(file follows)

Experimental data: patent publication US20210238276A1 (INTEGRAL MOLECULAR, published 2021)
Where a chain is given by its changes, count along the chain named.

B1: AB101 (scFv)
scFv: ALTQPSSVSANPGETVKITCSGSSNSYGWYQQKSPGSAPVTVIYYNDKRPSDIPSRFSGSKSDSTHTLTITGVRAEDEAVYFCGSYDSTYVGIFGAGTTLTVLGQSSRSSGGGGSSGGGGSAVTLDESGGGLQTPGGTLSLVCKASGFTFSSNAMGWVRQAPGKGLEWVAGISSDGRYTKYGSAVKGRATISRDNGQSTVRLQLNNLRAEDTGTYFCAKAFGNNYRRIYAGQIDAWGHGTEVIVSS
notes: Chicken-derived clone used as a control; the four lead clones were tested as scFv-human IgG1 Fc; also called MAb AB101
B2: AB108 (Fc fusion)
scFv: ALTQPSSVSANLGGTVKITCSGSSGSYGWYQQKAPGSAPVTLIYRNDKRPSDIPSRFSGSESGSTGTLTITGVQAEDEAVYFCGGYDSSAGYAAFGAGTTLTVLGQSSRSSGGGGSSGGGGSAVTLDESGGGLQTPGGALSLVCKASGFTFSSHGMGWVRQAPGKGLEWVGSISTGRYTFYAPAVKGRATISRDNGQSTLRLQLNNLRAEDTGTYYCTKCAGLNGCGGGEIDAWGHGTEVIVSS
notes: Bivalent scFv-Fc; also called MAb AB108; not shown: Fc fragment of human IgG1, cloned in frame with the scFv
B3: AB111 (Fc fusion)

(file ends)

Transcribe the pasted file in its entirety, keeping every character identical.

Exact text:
Experimental data: patent publication US20210238276A1 (INTEGRAL MOLECULAR, published 2021)
Where a chain is given by its changes, count along the chain named.

B1: AB101 (scFv)
scFv: ALTQPSSVSANPGETVKITCSGSSNSYGWYQQKSPGSAPVTVIYYNDKRPSDIPSRFSGSKSDSTHTLTITGVRAEDEAVYFCGSYDSTYVGIFGAGTTLTVLGQSSRSSGGGGSSGGGGSAVTLDESGGGLQTPGGTLSLVCKASGFTFSSNAMGWVRQAPGKGLEWVAGISSDGRYTKYGSAVKGRATISRDNGQSTVRLQLNNLRAEDTGTYFCAKAFGNNYRRIYAGQIDAWGHGTEVIVSS
notes: Chicken-derived clone used as a control; the four lead clones were tested as scFv-human IgG1 Fc; also called MAb AB101
B2: AB108 (Fc fusion)
scFv: ALTQPSSVSANLGGTVKITCSGSSGSYGWYQQKAPGSAPVTLIYRNDKRPSDIPSRFSGSESGSTGTLTITGVQAEDEAVYFCGGYDSSAGYAAFGAGTTLTVLGQSSRSSGGGGSSGGGGSAVTLDESGGGLQTPGGALSLVCKASGFTFSSHGMGWVRQAPGKGLEWVGSISTGRYTFYAPAVKGRATISRDNGQSTLRLQLNNLRAEDTGTYYCTKCAGLNGCGGGEIDAWGHGTEVIVSS
notes: Bivalent scFv-Fc; also called MAb AB108; not shown: Fc fragment of human IgG1, cloned in frame with the scFv
B3: AB111 (Fc fusion)